Reason Podcast

Government Caused Housing Segregation. Do We Need More Government to Fix the Problem?

The Manhattan Institute's Howard Husock debates Economic Policy Institute's Richard Rothstein at the Soho Forum.

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"Racial segregation in America was, to a large degree, engineered by policy makers in Washington," writes the Economic Policy Institute's Richard Rothstein in the February 2019 issue of Reason, in an article adapted from his book, The Color of Law: A Forgotten History of How our Government Segregated America (2017).

The Manhattan Institute's Howard Husock agrees, calling Rothstein's book an "admirable work" in a 2017 review. But the two part company over Rothstein's confidence "that government today is the appropriate instrument to effect housing integration" and his dismissal of the idea that "the private housing market, guided by rigorously enforced antidiscrimination laws, offers African-American buyers the surest route to wealth accumulation and upward mobility."

On January 14, 2019, the Soho Forum hosted a debate between Rothstein and Husock. The resolution read: "Since the federal government fostered housing segregation in the 20th century, the government should foster housing integration in the 21st."

The Soho Forum, which is partnered with the Reason Foundation, is a monthly series held at the SubCulture Theater in Manhattan's East Village. It hosts Oxford-style debates, in which the audience votes on the resolution at the beginning and end of the event, and the side that gains the most ground is victorious.

Husock prevailed by convincing over 13 percent of audience members to come over to his side.

Comedian Dave Smith, host of the podcast Part of the Problem, was the opening act.

Rothstein is also a fellow of the Thurgood Marshall Institute of the NAACP Legal Defense Fund, and is the author of Grading Education: Getting Accountability Right (2008), Class and Schools: Using Social, Economic and Educational Reform to Close the Black-White Achievement Gap (2004), and other titles.

Husock is the author of Philanthropy Under Fire (2013) and The Trillion-Dollar Housing Mistake: The Failure of American Housing Policy (2003). From 1987 through 2006, he was director of case studies in public policy and management at Harvard University's Kennedy School of Government.

Edited by Todd Krainin.

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  1. >>>Do We Need More Government to Fix the Problem?

    you need a better question-asker

  2. Here’s to alcohol government: the cause of, and solution to, all of life’s problems.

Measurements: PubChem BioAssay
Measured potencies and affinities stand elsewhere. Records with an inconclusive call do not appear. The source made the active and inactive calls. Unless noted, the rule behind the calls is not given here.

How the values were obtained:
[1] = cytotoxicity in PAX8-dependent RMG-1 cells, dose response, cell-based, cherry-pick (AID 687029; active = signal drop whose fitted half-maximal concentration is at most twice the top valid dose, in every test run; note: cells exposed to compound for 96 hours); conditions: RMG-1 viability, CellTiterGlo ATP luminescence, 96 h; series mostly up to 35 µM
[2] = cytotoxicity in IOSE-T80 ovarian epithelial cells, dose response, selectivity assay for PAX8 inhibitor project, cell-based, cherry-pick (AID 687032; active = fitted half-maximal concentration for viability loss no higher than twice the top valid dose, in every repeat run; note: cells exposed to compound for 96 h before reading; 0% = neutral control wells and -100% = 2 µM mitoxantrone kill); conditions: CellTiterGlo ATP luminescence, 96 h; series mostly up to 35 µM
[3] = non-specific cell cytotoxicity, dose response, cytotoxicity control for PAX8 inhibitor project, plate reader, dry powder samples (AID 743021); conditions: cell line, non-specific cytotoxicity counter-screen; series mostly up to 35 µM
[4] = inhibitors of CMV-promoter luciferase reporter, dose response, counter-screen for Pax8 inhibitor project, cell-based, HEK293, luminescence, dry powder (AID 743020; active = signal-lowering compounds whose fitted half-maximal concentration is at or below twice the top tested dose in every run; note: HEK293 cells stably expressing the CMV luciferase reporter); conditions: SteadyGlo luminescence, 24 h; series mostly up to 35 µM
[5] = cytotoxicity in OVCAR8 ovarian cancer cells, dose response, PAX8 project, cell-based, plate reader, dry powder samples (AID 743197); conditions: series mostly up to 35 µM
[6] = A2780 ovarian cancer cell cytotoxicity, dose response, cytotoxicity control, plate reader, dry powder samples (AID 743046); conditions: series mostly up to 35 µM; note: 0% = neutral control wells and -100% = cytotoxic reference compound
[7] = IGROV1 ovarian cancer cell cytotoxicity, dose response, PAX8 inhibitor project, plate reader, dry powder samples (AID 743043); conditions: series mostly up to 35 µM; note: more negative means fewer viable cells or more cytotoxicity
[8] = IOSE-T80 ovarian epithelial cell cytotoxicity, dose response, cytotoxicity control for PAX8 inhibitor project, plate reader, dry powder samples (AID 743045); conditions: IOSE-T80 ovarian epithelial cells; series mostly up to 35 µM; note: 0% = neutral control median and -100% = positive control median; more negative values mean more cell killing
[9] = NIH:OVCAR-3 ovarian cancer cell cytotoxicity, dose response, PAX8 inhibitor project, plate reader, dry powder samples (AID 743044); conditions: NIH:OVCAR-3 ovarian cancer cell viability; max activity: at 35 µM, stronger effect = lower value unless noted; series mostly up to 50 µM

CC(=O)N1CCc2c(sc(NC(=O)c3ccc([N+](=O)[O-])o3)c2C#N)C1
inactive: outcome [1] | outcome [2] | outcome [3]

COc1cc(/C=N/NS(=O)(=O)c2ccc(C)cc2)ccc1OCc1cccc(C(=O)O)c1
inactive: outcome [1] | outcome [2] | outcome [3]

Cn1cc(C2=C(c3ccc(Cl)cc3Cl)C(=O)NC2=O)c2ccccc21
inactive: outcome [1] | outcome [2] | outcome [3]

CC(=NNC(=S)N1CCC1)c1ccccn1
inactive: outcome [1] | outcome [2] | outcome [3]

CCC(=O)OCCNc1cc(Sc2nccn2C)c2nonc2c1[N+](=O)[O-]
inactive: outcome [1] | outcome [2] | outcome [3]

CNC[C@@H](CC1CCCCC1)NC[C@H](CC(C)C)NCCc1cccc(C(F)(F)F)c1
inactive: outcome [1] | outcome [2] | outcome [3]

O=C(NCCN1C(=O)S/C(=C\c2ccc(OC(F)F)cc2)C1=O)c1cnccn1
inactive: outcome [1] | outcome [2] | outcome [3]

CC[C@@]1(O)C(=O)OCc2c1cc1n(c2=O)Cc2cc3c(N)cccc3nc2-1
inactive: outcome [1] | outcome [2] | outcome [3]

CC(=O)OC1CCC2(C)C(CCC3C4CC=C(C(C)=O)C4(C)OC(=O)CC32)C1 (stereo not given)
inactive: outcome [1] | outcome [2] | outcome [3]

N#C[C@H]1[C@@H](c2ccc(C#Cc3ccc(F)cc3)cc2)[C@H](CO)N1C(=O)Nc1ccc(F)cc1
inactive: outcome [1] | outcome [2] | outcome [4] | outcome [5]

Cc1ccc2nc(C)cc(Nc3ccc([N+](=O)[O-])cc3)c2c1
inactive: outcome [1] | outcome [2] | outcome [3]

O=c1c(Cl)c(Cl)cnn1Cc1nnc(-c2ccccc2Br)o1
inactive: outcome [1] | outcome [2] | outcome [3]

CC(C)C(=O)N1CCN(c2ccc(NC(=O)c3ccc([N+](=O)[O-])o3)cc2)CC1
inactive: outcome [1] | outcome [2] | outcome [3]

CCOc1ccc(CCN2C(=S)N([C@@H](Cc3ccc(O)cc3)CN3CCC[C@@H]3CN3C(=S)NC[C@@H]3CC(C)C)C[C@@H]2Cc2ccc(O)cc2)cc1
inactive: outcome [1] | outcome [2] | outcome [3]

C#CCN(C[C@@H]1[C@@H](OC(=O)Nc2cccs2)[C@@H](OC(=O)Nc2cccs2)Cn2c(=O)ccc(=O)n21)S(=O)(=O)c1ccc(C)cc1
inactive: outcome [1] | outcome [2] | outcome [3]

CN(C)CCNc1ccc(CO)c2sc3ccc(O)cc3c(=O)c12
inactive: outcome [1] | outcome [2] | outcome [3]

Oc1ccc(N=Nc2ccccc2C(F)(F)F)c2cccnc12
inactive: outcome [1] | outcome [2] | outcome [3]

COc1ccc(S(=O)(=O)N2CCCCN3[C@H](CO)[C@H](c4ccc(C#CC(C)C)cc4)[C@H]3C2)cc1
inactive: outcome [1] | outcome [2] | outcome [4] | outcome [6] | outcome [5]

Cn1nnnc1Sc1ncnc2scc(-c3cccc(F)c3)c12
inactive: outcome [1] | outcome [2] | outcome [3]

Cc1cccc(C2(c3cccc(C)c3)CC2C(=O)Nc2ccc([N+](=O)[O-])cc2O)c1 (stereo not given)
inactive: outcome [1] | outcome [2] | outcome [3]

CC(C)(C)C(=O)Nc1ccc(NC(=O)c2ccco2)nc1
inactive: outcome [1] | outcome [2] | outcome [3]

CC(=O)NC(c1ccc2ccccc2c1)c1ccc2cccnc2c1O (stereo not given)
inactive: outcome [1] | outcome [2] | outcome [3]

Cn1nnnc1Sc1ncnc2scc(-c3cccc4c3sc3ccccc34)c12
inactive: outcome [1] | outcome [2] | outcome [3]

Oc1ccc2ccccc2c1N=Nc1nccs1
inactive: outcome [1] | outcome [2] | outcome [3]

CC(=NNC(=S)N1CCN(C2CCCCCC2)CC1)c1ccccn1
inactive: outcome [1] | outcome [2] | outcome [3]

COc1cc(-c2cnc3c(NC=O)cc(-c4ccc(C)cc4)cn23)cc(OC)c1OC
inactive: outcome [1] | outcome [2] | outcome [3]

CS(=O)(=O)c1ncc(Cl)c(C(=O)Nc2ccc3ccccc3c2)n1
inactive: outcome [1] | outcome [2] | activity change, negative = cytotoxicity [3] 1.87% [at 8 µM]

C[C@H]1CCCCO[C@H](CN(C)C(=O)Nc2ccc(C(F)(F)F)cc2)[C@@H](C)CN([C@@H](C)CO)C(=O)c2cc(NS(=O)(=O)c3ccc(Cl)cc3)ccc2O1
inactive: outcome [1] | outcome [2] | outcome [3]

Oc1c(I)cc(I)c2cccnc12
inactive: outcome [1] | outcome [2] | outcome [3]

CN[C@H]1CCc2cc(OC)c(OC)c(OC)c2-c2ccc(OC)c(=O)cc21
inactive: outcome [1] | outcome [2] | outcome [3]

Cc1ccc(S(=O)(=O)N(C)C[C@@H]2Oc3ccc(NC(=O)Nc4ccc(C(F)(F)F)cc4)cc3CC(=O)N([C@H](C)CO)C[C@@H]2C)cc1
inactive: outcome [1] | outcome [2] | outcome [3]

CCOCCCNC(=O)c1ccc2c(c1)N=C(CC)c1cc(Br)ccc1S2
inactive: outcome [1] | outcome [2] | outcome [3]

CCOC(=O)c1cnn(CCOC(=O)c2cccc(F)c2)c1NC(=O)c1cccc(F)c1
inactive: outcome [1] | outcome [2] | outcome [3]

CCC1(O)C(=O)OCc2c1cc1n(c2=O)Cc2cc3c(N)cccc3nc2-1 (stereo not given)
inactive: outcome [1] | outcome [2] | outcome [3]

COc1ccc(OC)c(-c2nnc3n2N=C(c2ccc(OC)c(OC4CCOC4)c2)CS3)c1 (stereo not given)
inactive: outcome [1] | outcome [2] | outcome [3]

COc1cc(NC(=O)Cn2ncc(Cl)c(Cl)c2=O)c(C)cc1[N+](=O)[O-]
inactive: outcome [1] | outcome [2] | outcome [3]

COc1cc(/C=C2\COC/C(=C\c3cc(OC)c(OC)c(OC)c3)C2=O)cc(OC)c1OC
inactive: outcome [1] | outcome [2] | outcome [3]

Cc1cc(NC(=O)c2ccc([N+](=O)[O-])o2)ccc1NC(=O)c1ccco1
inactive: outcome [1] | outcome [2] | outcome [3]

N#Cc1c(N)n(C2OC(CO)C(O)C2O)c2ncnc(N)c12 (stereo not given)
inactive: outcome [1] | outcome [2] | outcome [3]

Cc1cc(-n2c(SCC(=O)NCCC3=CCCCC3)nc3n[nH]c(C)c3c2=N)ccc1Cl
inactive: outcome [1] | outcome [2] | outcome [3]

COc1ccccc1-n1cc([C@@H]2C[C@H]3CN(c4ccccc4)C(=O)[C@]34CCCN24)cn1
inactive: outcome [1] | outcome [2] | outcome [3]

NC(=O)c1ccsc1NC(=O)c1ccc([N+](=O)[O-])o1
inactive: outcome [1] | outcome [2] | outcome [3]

3. It seems to me that the government could easily integrate housing problems by mandating a certain portion of new housing be set aside at below-market rates for poor people or otherwise capping rental rates by some rent control scheme. Has anybody ever thought of that? Has anybody ever tried such a thing? It seems like such a simple idea, I don’t see how it could fail to work.

  4. Government force created a problem – more government force is needed to fix that.

    How can anyone ever argue that side?

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  6. Democrat progressive communists are very racist

  7. Allowing the government to fix a problem is like allowing a drug lord to be a junkie’s drug and alcohol abuse counselor.

  8. Since government ARE the problem in nearly every instance, how’s about letting the shut down remove about eighty percent of government “workers” and let a truly free market solve the problems, like it has for a long time? The remaining twenty percent will be borerline overworked for long enough to sort things out, then a new normal will settle in. They will be just busy enough to not have the time to meddle in everyday life matters of the rest of us. Oh, and make certain NO public employees at any level can be represented by any other entity. Don’t want to work under the conditions and terms offered for the government job? Fine. There are ten thousand willing, able, availble folks who would be glad to replace you. Harsh? Not really. WHOSE money is it anyway? WHY are SEIU and AFSCME allowed to take so much of it, for the little to nothing they return on that investment?
    Read the piece, above, about the $750K each price tag on some small hovels in Los Angeles area, “affordable’ housing at its most dear. SOME folks got VERY wealthy on that “project”, the main goal of which appears to have been fleecing the well-heeled taxpayers… and the not so well heeled into the bargain.

  9. Government did not cause segregation. Government enabled it because that is what people wanted.

    “We have met the enemy and he is us”
    Pogo

  10. Here are several questions for the conservatives and libertarians out there. What would you do if the federal government, aided and abeted by state and local governments, intentionally abridged your property rights, limiting where you could live and the value of the property you could own and whether you could access the housing credit system? What would you do if those wrongs were only corrected after nearly 100 years and the adverse effects of those government actions (such as the racial wealth gap) had grown larger and more pronounced with passing time? Would you look first to the marketplace to right those wrongs?

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